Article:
History

musicians

There has been a worshipping community at St. Sepulchre’s since at least 1137 when a charter records that Rahere (the founder of St. Bartholomew’s Hospital) appointed ‘Hagno the Clerk’ as priest of St. Sepulchre’s.

Over the years God has moved powerfully through the church, most famously in the ministry of the great Bible-translator, preacher, martyr and former vicar, John Rogers (d.1555).  This rich spiritual heritage is an inspiration and underpinning to us today, reflected in an on-going passion for scripture, preaching and zeal to seek God.

St. Sepulchre’s 20th Century history is dominated by music and it’s growing ministry as ‘the Musicians’ Church’.  The Church began to gain a reputation for musical excellence during the early 20th Century.  This was cemented and enhanced when Sir Henry Wood (founder of ‘the Proms’) was buried in the newly dedicated Musicians’ Chapel in 1955 and a Musicians’ Book of Remembrance instituted.

Most recently, in September 2013, the existing church community was joined by a planting team from Holy Trinity Brompton (HTB) and St. George’s Holborn and a new partnership established.  The vision behind this partnership is to bring together the best of the existing ministry at St. Sepulchre’s, with new services, mission and ministries made possible by the injection of new people and resources from the planting team.

The Name

People often ask who “Saint Sepulchre” was – and the answer is that there is no “Saint Sepulchre”! Sanctus Sepulchrum is the Latin for ‘Holy Tomb’ and the church was named after the Church of the Holy Sepulchre in Jerusalem. The wonderful thing about the ‘holy tomb’ is that it is also the empty tomb and we like to say that we are a church dedicated in memory of Jesus’ resurrection.

The Building

While there has been a church at the site of St. Sepulchre’s for much longer, the current building dates from 1450. The interior was completely gutted in the Great Fire of London in 1666 and had to be totally re-built (the legend is that Sir Christopher Wren was supposed to do the work, but the Church Wardens at the time got bored of waiting and organised it themselves!). Since then the interior has been substantially changed a number of times in the 18th Century; in 1834 and again in 1878. There are also two significant chapels in the church, the Musicians’ Chapel and the Royal Fusiliers Chapel.

People associated with the church

Captain John Smith
was one of the founders Jamestown and of the State of Virginia, USA, and one of Virginia’s first governors.  Under his governorship the fledgling settlement, which had been in dire straits, became established and viable.

Smith is perhaps most famous for the events surrounding his capture in 1607 by the nearby Powhatan tribe.  He was initially in danger of being executed until the chieftain’s daughter, Princess Pocahontas, threw herself across his body to save him.  For more details see Disney’s Pocahontas…or any number of more scholarly accounts!

Smith was also the first man to explore the Chesapeake Bay region (where Washington DC now is) and the first Admiral of the region to the north that he named ‘New England’.

He finally returned to England in 1615, where he remained until his death in 1631.  He was buried in the south aisle of St. Sepulchre’s (although the precise location of his grave was lost in the Great Fire) and he is commemorated in a beautiful stained-glass window on the south wall.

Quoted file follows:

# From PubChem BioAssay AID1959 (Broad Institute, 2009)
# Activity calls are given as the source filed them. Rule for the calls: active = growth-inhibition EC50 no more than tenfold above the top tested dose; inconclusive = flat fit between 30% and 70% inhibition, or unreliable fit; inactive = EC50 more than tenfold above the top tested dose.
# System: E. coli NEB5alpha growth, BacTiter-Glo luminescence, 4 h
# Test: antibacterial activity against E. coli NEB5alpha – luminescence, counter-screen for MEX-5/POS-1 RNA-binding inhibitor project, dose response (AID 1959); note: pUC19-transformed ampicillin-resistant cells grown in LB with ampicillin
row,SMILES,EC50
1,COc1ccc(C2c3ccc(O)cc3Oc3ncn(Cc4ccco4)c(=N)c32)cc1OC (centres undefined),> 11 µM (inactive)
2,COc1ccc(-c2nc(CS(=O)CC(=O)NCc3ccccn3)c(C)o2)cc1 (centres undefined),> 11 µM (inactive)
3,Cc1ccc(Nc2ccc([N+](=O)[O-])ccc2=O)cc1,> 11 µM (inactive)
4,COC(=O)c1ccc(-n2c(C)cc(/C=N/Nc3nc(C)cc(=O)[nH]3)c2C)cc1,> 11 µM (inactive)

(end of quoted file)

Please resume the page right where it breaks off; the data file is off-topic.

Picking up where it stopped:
John Rogers
was vicar of St. Sepulchre’s from 1550-1553 and one of the most significant figures of the English Reformation.

Rogers spent much of his life in exile in Antwerp, where he was a close friend and associate of the great Bible translator William Tyndale.  Before his execution in 1536, Tyndale managed to pass the partial manuscripts for his translations of the Old Testament to Rogers. Rogers then completed the work, supplemented it with the first full-Bible commentary in the English language, and published it under a pseudonym (Thomas Matthew) in 1537.

After the death of Henry VIII, Rogers returned to England, where he became the Vicar of St. Sepulchre’s and gained a reputation as one of London’s finest preachers.

His ministry at St. Sepulchre’s was cut tragically short when Mary I came to the throne in 1553.  After being imprisoned in Newgate prison for over a year, he was eventually burnt at the stake in Smithfield market on 4th February 1555 – the first martyr of Queen Mary’s reign.

Sir Henry Wood,
founder of the ‘Proms’ concerts (which he conducted for 50 years until his death in 1944) is buried in the Musicians’ Chapel at St. Sepulchre’s.

Wood’s connection with the church stretched back to his childhood, as he grew up at St. Sepulchre’s.  His father was a member of the choir and he himself learnt to play the organ in the church, becoming the assistant organist aged 14.

He became famous for instituting the Promenade concerts in 1895, which are now the longest running series of orchestral concerts in the world.

Despite offers to conduct some of the world’s greatest orchestras (including the New York Philharmonic and Boston Symphony), Wood remained based in the UK throughout his life.  As well as the annual Proms, he would conduct concerts and festivals throughout the country.

He died in 1944, and is buried in the Musicians’ Chapel at St. Sepulchre’s, which was created using money raised in his memory.  There is a magnificent memorial window in the Chapel above his grave.

Thomas Culpeper
Culpeper was a favoured courtier of Henry VIII…until he decided to have an affair with Henry’s fifth wife, Catherine Howard.  Culpeper predictably lost his head (literally – as did Catherine).  He was buried at St. Sepulchre’s, but for some reason no-one thought to mark his grave.

Roger Ascham,
was a famous scholar and writer of the 16th Century, who was buried at St. Sepulchre’s on his death in 1568.  These days he is most famous for having been Queen Elizabeth I’s tutor.